The Crypto-Asset Reporting Framework (CARF)
The CARF is a new global standard requiring the collection, reporting and exchange of tax information on the customers of crypto-asset service providers.
It has been developed by the Organisation for Economic Cooperation and Development (OECD) to prevent the use of virtual assets for tax evasion purposes.
It's intended to support the Common Reporting Standard (CRS) on automatic exchange of financial account information, which has applied to financial institutions in Jersey since 2016. The CRS is also being expanded to bring some digital assets within its scope for the first time.
Scope of the CARF
The CARF will apply to businesses, individuals and entities, which provide services effectuating exchange transactions in crypto-assets for or on behalf of customers. This includes crypto-asset exchanges and other intermediaries and service providers which provide exchange services, such as brokers and dealers in relevant crypto-assets.
Similarly to the CRS, businesses will have to collect information on the jurisdictions of tax residence and Taxpayer Information Numbers (TINs) of the users of relevant crypto-assets, and their beneficial owners. This information will be reported to Revenue Jersey on an annual basis, alongside details of relevant transactions undertaken on behalf of the user.
Reportable transactions are those involving:
- exchanges between crypto-assets and fiat currencies
- exchanges between one or more forms of crypto-assets
transfers of crypto-assets, including Reportable Retail Payment Transactions where an intermediary processes payments on behalf of a merchant accepting crypto-assets in payment for goods or services exceeding €50,000
Transactions will be reported on an aggregate basis by type of crypto-asset and by transfer type such as:
income derived from staking
In addition, details of the number of units and the total value of transfers of crypto-assets effected by a reporting entity on behalf of a crypto-asset user to wallets not associated with a virtual asset service provider or a financial institution will be required.
The relevant crypto-assets which give rise to reporting obligations are any digital representation of value which relies on a cryptographically secured distribution ledger or a similar technology to validate and secure transactions. This includes stable coins, derivatives issued in the form of a crypto-asset and certain non-fungible tokens (NFTs).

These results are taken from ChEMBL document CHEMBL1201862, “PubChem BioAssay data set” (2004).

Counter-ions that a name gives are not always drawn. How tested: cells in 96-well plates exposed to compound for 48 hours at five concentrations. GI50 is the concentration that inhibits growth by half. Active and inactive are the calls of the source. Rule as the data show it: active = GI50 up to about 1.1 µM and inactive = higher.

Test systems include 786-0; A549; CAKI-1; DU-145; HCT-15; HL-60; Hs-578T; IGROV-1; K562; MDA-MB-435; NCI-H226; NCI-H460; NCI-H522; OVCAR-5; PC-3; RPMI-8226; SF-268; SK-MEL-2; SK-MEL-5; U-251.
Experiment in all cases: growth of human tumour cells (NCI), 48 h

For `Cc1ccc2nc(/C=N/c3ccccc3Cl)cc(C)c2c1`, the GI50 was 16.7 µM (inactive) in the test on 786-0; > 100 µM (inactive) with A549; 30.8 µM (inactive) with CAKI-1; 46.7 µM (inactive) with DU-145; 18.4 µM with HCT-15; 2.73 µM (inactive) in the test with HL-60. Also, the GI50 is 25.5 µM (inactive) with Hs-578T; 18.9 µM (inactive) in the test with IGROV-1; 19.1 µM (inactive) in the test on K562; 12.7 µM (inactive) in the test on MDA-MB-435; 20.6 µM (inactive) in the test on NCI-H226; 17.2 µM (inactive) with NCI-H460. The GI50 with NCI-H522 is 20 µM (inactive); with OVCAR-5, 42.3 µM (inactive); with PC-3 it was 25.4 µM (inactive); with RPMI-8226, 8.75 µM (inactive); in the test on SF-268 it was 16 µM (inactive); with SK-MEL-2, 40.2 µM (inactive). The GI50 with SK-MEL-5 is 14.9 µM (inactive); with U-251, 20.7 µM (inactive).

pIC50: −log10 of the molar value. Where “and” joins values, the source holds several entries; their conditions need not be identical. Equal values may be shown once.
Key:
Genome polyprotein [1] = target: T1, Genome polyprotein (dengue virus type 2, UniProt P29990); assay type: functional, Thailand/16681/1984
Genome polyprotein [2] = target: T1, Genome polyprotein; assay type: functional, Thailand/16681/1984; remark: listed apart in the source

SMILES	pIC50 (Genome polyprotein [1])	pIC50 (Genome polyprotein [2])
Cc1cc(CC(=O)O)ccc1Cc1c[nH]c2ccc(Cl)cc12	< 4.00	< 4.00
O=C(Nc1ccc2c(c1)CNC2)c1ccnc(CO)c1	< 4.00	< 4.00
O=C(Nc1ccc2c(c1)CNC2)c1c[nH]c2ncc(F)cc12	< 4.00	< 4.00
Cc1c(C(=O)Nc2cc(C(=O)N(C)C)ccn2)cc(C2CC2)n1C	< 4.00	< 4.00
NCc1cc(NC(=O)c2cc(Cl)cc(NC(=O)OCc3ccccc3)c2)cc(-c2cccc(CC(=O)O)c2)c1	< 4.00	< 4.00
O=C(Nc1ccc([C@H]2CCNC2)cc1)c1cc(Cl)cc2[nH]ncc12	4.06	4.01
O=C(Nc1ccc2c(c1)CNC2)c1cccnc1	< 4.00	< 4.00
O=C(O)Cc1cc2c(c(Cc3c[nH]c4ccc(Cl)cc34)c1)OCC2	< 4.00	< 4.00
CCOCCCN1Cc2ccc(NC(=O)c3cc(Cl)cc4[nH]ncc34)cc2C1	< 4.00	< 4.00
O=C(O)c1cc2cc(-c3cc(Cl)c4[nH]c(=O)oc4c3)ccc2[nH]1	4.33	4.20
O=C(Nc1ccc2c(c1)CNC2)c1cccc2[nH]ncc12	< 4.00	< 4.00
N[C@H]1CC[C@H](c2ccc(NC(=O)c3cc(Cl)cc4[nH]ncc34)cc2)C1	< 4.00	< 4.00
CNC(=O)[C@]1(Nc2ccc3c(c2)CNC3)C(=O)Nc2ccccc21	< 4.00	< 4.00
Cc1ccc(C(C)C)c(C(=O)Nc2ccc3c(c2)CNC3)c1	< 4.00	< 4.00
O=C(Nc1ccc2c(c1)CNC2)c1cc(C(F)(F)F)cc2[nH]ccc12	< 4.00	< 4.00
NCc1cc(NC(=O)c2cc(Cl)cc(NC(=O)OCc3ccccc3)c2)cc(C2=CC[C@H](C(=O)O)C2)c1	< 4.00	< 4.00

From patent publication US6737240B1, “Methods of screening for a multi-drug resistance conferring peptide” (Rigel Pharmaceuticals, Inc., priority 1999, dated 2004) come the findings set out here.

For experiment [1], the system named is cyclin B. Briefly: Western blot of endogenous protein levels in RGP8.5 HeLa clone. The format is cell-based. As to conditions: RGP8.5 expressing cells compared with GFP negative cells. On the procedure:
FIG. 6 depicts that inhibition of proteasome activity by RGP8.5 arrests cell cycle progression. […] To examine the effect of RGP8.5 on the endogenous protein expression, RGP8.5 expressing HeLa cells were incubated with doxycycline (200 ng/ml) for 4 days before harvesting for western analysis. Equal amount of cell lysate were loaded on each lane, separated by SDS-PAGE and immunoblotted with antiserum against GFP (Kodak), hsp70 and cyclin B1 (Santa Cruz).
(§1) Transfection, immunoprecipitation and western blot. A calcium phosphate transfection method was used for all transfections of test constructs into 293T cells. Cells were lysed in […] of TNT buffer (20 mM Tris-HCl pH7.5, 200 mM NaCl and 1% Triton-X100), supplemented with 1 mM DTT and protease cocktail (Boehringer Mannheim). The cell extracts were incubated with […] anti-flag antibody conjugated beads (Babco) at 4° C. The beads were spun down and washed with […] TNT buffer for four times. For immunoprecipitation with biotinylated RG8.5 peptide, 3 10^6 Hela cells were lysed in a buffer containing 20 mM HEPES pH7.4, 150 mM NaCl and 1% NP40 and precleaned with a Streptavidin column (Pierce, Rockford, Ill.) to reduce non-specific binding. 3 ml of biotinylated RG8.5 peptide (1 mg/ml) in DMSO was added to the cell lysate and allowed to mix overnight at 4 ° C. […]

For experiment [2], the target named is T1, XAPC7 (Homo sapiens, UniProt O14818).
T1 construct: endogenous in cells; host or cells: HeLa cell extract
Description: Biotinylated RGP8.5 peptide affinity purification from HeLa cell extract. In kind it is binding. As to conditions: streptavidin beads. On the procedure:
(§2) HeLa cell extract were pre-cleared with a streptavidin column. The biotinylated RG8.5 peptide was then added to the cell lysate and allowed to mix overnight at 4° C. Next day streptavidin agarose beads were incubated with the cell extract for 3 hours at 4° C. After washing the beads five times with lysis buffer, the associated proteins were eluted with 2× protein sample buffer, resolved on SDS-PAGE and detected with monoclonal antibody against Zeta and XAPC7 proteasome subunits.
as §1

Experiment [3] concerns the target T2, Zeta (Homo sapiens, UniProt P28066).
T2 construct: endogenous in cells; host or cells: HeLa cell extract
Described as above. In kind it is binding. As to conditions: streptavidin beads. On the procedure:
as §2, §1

Certain categories of crypto-assets which are considered to pose limited tax compliance risks are excluded from reporting obligations, including crypto-assets which cannot be used for payment or investment purposes and those which are already covered by the CRS.
Central Bank Digital Currency and Specified Electronic Money Products are also excluded from the scope of the CARF, but they will fall within the scope of reporting under the expanded CRS when the new rules are introduced.
Changes to the CRS
At the same time as the introduction of the CARF, the OECD is amending the CRS to bring certain electronic money products and Central Bank Digital Currencies within its scope. Changes will also be made to ensure that indirect investments in crypto-assets through derivatives and investment vehicles are covered by the CRS.
As well as the changes which are intended to act as a package alongside the CARF, further changes are being introduced which are intended to improve the quality and usability of CRS reporting.
Collective engagement to implement the CARF and expansion of the CRS
On 10 November 2023, Jersey joined a group of 48 jurisdictions in expressing its intention to work towards a common implementation timeframe for the CARF, with the intention of first exchanges being made in 2027. In order to ensure consistency and a smooth implementation, the amendments to the CRS would also be made to the same timeframe.
Collective Engagement to implement the Crypto-Asset Reporting Framework
Timeframes for implementation
In line with the timeframes approved by the OECD earlier in 2023, the new rules are expected to have effect from 1 January 2026, with the first requirements to report and exchange information in 2027. This is also consistent with the EU's DAC8, finalised in October 2023.
Jersey intends to consult on the domestic implementation of the CARF and the expanded CRS in 2024 before introducing the necessary legislation.
Affected businesses should begin to consider what systems and processes they may need to put in place in advance of 1 January 2026 to allow them to collect the information required.
The OECD has published the model rules on the CARF and the expanded CRS, alongside commentaries to assist in their interpretation.
Crypto-Asset Reporting Framework and Amendments to the Common Reporting Standard on OECD
The xml scheme which will be used to report and exchange the information is being developed and is expected to be available in mid-2024.